ALBANY, N.Y. (via NEWS10) – Students Against Destructive Decisions (SADD) is teaming up with the Governor’s Traffic Safety Committee (GTSC) to help prevent teen driving crashes and improve safety on New York’s roadways. Through this partnership, SADD has established its first-ever State Coordinator position to mobilize SADD chapters and expand awareness efforts across the state.

In her role as the SADD State Coordinator, Lauren Zimmerman-Meade will build upon GTSC’s work promoting safe teen driving by creating, equipping, and sustaining a network of student-run chapters in schools and communities focused on peer-to-peer education. She will support chapters by keeping them active, informed and engaged in statewide and national programs, activities, and initiatives that encourage traffic safety. Zimmerman-Meade will also identify communities with a high rate of teen crashes and help implement specific activities that address dangerous driving behaviors.

“SADD is well known in New York and has such potential to change the culture of teen driving. This Coordinator role will ensure that teens themselves have the resources and support they need to empower their peers to make safe choices behind the wheel.”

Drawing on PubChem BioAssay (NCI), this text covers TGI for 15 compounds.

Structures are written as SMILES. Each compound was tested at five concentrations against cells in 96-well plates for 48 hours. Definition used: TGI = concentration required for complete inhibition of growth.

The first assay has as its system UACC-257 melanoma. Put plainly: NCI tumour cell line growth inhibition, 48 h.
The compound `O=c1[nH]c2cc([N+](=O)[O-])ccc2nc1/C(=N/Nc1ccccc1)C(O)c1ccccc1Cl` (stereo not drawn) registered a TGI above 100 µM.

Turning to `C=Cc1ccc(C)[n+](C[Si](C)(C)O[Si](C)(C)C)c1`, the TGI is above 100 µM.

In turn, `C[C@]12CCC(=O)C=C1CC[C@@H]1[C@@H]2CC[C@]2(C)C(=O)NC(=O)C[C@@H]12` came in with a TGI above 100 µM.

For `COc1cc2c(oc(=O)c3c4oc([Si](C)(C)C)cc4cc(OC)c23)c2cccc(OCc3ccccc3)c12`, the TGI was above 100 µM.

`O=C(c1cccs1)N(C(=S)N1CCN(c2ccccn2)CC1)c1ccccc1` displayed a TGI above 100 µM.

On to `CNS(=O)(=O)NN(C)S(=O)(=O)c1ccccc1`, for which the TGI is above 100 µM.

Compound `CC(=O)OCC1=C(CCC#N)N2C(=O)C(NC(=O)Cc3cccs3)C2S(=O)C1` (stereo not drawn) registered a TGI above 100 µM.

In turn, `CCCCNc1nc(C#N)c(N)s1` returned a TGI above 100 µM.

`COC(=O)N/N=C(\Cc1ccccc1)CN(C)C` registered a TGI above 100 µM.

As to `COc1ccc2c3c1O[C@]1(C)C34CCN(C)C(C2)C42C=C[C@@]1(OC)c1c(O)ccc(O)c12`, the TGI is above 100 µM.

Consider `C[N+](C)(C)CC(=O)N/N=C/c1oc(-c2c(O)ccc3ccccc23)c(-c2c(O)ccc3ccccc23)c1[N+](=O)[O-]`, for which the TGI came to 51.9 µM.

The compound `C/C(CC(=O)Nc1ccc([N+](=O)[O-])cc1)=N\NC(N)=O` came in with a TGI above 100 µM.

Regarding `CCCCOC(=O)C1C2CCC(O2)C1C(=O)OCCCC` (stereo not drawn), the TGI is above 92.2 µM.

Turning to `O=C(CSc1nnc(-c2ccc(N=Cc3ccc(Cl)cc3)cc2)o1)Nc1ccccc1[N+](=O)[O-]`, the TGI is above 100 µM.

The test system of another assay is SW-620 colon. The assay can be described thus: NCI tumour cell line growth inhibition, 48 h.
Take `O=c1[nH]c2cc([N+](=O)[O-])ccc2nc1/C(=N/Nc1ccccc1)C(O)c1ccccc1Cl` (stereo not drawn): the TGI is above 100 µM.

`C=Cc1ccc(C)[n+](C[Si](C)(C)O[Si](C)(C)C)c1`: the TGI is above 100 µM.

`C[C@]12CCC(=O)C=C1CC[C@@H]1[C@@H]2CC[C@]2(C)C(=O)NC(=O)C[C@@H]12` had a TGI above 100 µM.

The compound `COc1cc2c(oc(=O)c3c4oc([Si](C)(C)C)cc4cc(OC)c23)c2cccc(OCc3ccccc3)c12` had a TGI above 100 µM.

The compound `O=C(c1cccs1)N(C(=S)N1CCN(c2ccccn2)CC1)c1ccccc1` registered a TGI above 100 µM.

Lauren Zimmerman-Meade, SADD New York State Coordinator

This new partnership will set the stage for National Teen Driver Safety Week which runs from October 20-26.

A major component of New York’s teen traffic safety is the Graduated Driver License Law (GDL). The GDL places restrictions, such as nighttime driving rules and passenger limits, on drivers under 18-years-of-age who have a junior learner permit or junior driver license. The law is intended to provide time for teens to gain critical experience in various traffic scenarios in a safe and controlled manner.

This year, a WalletHub study found New York was again the top state in the nation for teen driver safety. New York was previously ranked number one for safety in 2017 and 2018. The study analyzed the teen-driving environment in each of the 50 states using nearly two dozen key metrics which focused on safety, economic environment, and driving laws.

For more information on the GDL and other advice for teen drivers and parents, visit the Resources for Young Drivers, and Parent’s Guide to Teen Driving pages on the DMV’s website and the GTSC’s Younger Driver Tool-Kit.